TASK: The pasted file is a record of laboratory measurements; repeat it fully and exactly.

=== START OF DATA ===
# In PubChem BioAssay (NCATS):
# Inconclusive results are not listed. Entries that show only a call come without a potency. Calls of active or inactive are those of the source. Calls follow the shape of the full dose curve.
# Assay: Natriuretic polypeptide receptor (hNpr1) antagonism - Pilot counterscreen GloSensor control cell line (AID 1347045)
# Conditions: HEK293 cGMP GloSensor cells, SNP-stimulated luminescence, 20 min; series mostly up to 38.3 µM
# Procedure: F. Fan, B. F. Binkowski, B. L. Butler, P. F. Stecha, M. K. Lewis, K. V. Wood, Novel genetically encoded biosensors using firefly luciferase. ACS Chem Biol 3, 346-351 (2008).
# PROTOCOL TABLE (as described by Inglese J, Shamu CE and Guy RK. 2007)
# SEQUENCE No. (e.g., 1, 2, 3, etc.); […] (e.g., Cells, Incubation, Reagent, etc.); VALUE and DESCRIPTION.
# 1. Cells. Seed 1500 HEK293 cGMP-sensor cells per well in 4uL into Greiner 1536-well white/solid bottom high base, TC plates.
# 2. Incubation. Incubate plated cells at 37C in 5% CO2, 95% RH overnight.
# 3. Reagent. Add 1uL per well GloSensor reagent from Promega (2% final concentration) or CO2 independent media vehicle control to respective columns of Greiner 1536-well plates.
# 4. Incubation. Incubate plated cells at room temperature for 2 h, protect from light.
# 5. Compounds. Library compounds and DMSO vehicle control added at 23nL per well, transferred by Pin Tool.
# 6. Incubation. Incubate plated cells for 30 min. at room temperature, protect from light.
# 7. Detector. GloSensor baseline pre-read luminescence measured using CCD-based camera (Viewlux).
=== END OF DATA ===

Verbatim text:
# In PubChem BioAssay (NCATS):
# Inconclusive results are not listed. Entries that show only a call come without a potency. Calls of active or inactive are those of the source. Calls follow the shape of the full dose curve.
# Assay: Natriuretic polypeptide receptor (hNpr1) antagonism - Pilot counterscreen GloSensor control cell line (AID 1347045)
# Conditions: HEK293 cGMP GloSensor cells, SNP-stimulated luminescence, 20 min; series mostly up to 38.3 µM
# Procedure: F. Fan, B. F. Binkowski, B. L. Butler, P. F. Stecha, M. K. Lewis, K. V. Wood, Novel genetically encoded biosensors using firefly luciferase. ACS Chem Biol 3, 346-351 (2008).
# PROTOCOL TABLE (as described by Inglese J, Shamu CE and Guy RK. 2007)
# SEQUENCE No. (e.g., 1, 2, 3, etc.); […] (e.g., Cells, Incubation, Reagent, etc.); VALUE and DESCRIPTION.
# 1. Cells. Seed 1500 HEK293 cGMP-sensor cells per well in 4uL into Greiner 1536-well white/solid bottom high base, TC plates.
# 2. Incubation. Incubate plated cells at 37C in 5% CO2, 95% RH overnight.
# 3. Reagent. Add 1uL per well GloSensor reagent from Promega (2% final concentration) or CO2 independent media vehicle control to respective columns of Greiner 1536-well plates.
# 4. Incubation. Incubate plated cells at room temperature for 2 h, protect from light.
# 5. Compounds. Library compounds and DMSO vehicle control added at 23nL per well, transferred by Pin Tool.
# 6. Incubation. Incubate plated cells for 30 min. at room temperature, protect from light.
# 7. Detector. GloSensor baseline pre-read luminescence measured using CCD-based camera (Viewlux).